Seminar 237, Business Cycle and Earnings Inequality
Seminar | September 11 | 2:10-3:30 p.m. | 597 Evans Hall
Byoungchan Lee, University of California - Berkeley
This paper studies dynamics of earnings inequality and its macroeconomic implications. I construct a quarterly measure of earnings inequality based on the Quarterly Census of Employment and Wages. Using the new measure, I investigate how earnings inequality responds to macroeconomic shocks. Although technology and fiscal policy shocks explain a significant fraction of the cyclical dynamics of earnings inequality, most of the short-run movements are not predictable. I define an inequality shock as the unanticipated component of the inequality index, which reduces real GDP and interest rate similar to a negative demand shock. It contributes to about 30% of the forecast error variance of real GDP at the peak. To understand the mechanism, I build two agent new Keynesian models. Using a simple model, I analytically illustrate why an inequality shock is related to a demand shock in a representative agent model. Then a medium-sized DSGE model is proposed for quantitative evaluation. Finally, I study a non-linear prediction of the model that higher inequality may lead to a more volatile business cycle. I explain why this is the case in the model and suggest empirical evidence supporting the view.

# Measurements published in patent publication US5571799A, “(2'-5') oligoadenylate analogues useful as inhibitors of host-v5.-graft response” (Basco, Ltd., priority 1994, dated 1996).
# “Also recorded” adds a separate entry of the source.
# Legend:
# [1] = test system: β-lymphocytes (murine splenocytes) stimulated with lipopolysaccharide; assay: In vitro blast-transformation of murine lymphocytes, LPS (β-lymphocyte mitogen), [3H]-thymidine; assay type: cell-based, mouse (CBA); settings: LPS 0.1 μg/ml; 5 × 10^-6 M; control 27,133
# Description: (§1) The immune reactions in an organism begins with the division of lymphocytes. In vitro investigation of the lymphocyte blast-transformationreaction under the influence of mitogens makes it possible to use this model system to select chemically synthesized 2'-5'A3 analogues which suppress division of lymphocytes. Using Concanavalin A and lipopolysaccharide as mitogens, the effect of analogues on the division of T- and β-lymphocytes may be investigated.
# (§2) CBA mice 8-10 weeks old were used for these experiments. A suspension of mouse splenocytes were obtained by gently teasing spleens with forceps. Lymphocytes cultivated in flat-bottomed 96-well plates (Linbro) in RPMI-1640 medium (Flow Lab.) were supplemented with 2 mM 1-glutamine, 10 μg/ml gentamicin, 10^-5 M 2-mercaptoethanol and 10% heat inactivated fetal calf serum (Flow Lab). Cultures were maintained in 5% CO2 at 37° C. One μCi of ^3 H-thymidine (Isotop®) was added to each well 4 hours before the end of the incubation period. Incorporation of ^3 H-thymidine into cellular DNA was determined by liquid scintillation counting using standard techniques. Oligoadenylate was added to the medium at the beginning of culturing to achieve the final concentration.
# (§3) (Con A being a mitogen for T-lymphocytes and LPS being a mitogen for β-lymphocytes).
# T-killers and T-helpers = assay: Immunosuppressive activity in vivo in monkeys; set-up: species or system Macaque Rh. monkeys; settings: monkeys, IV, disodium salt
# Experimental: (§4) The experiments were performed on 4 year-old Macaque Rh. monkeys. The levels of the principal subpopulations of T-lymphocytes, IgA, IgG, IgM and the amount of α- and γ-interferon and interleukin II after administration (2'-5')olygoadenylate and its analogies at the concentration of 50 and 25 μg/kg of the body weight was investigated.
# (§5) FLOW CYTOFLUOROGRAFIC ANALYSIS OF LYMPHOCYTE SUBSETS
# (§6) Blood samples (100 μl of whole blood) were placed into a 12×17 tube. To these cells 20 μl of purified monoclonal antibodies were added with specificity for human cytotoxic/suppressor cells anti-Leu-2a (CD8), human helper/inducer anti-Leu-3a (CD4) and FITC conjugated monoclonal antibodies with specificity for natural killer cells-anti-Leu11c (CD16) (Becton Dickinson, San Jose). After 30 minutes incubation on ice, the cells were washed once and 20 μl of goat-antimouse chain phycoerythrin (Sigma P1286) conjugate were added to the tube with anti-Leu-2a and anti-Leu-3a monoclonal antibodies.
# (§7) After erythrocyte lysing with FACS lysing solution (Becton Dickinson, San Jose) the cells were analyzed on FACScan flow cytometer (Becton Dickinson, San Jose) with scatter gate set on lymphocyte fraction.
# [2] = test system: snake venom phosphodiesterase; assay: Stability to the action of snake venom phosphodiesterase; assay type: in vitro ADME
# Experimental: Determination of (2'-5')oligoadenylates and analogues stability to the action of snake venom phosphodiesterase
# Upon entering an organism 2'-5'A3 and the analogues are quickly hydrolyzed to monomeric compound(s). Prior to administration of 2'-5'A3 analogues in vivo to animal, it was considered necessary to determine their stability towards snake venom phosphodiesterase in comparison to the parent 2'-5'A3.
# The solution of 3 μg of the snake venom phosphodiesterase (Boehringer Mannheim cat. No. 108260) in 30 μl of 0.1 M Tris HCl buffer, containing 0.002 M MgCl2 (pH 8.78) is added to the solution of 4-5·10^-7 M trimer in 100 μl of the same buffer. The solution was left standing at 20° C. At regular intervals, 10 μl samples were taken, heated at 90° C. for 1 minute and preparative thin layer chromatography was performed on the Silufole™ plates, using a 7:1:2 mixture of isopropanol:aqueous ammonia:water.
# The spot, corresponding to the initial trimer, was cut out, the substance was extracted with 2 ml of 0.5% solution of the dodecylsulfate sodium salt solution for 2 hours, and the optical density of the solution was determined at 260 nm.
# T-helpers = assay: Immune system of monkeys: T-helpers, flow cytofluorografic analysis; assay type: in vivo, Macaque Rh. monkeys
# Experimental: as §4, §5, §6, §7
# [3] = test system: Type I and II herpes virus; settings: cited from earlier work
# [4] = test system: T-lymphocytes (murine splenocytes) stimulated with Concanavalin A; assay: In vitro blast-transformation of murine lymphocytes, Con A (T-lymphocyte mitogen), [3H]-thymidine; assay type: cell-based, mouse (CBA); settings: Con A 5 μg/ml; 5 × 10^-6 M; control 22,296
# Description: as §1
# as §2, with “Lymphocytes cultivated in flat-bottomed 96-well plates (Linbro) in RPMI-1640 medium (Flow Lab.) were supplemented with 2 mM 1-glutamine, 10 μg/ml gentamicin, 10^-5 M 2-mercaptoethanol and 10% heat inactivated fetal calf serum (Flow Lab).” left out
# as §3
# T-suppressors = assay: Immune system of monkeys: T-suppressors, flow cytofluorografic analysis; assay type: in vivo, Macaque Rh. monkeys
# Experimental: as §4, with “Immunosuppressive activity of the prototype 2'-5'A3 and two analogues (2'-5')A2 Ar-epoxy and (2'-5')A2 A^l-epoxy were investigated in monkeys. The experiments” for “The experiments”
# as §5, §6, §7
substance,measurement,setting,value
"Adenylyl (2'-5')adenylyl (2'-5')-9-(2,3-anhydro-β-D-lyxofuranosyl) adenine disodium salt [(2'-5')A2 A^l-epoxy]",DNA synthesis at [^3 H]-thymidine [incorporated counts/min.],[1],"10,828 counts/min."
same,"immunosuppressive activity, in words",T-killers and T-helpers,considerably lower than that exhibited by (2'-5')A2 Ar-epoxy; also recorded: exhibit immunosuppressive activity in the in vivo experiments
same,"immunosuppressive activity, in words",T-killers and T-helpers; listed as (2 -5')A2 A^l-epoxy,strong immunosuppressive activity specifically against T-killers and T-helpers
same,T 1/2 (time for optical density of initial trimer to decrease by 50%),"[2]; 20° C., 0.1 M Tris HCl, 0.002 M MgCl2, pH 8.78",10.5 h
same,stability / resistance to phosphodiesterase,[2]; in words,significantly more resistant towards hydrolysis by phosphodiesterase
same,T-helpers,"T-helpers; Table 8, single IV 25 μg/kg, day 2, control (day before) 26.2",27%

Nick Sander, Macroeconomics Seminar Coordinator, Department of Economics, firstname.lastname@example.org